One of the many mysteries behind the share price collapse of the solar panel maker controlled by Li Hejun is this: Which of the Chinese billionaire’s many creditors risk losing every yuan they put into his company?
A plethora of lenders are exposed to Hanergy Thin Film Power Group Ltd and its parent company, including Industrial and Commercial Bank of China Ltd, which is owed tens of millions of dollars.
On May 20, about 47 per cent of Hanergy’s market value vanished in minutes and it is now under investigation by the Hong Kong Securities & Futures Commission.
Creditors are nervous. A group of 11 lenders have asked for a meeting to voice their concerns and discuss their $82 million loan, said people familiar with the matter.
“The interesting thing with Hanergy is that so much is happening with the parent company that investors know nothing about,” said Charles Yonts, an analyst with CLSA Asia-Pacific Markets in Hong Kong. “The opacity about parent finances and billings is extraordinary.”
Li has tapped a variety of financing sources since the Hong Kong unit’s stock started surging last year. They include policy-bank lending, short-term loans from online lenders with interest rates of more than 10 percent and partnerships with local governments.
Lenders also include China Everbright Bank Co Ltd, China Minsheng Banking Corp, two of the companies set up to manage banks’ bad assets, and Harvest Fund Management Co, one of the country’s biggest fund managers with assets of more than $55 billion.
A Hanergy spokesman declined to answer questions about the company’s debts. But Li said Hanergy has never been better. “Hanergy is in its best shape since it started,” Li said in an interview published last Thursday.
Among the 11 banks behind the $82 million loan is ICBC Asia, the Hong Kong unit of ICBC. That’s only part of the bank’s involvement: ICBC has lent Hanergy units at least 400 million yuan ($64.5 million), according to people familiar with the matter who asked not to be identified because ICBC has not publicly disclosed the information.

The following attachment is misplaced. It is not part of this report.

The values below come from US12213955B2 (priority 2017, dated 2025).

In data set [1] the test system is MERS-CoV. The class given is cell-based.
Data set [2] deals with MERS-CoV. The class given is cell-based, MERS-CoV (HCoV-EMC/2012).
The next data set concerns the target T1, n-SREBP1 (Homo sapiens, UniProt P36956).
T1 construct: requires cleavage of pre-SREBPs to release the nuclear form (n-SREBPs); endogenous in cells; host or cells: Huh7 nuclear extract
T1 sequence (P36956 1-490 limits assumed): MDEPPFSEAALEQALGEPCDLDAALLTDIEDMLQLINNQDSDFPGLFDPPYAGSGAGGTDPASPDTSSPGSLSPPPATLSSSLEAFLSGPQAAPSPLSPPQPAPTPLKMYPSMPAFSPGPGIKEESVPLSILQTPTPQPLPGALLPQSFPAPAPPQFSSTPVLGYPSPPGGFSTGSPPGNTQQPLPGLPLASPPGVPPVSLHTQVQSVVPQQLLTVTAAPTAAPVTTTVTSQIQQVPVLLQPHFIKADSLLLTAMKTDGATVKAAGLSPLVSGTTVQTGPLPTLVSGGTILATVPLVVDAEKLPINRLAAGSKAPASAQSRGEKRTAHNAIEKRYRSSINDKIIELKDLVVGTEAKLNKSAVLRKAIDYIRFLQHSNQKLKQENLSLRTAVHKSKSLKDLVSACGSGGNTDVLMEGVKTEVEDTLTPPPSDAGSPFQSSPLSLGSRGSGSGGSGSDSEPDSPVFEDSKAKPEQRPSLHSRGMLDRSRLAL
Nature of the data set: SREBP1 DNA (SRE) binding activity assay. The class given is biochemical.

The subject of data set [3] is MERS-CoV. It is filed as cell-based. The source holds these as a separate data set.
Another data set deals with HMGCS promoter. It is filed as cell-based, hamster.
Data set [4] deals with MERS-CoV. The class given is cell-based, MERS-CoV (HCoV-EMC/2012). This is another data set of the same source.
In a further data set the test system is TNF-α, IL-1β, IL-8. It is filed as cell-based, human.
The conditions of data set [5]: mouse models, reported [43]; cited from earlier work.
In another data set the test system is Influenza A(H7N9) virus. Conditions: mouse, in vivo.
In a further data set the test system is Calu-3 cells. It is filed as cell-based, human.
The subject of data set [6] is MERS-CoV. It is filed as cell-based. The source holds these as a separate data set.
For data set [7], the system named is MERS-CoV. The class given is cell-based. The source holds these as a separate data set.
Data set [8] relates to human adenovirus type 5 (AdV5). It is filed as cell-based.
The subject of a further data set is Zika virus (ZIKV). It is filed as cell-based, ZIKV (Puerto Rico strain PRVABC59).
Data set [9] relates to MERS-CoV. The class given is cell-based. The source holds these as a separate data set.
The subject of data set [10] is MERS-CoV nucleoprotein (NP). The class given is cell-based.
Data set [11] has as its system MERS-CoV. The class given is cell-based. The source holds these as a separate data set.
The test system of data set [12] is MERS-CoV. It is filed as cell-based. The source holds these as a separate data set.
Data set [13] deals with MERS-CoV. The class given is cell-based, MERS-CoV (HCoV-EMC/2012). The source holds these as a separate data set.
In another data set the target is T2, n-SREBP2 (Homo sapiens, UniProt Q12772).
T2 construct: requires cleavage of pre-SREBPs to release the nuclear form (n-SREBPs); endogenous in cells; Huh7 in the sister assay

Export-Import Bank of China offered a standby letter of credit for the 11-bank loan. Separately, China Development Bank extended a 30 billion yuan line of credit to Hanergy in 2011, according to Xinhua.
Local governments have also provided money.
Hanergy entered separate financing deals with governments in Sichuan, Shandong and Hebei provinces. In at least three cases, Hanergy or its units pledged the entire registered capital of projects to China Huarong Asset Management Co and China Orient Asset Management Co, two of the firms China created 16 years ago to handle bad loans from the nation’s largest lenders.
A Huarong press release features pictures of Li and Huarong’s chairman, Lai Xiaomin. Last week, Huarong denied a report that it lent Hanergy $200 million backed by shares.
Hanergy also pledged ownership stakes in a hydropower station in southern China to four trust companies, a guarantee company and a subsidiary of Harvest Fund Management in exchange for credit.
It also guaranteed more than 100 million yuan in loans from online microfinancer Itouzi, and took 18.5 million yuan in loans from another microfinancer, Jimubox, according to the two lenders’ websites.
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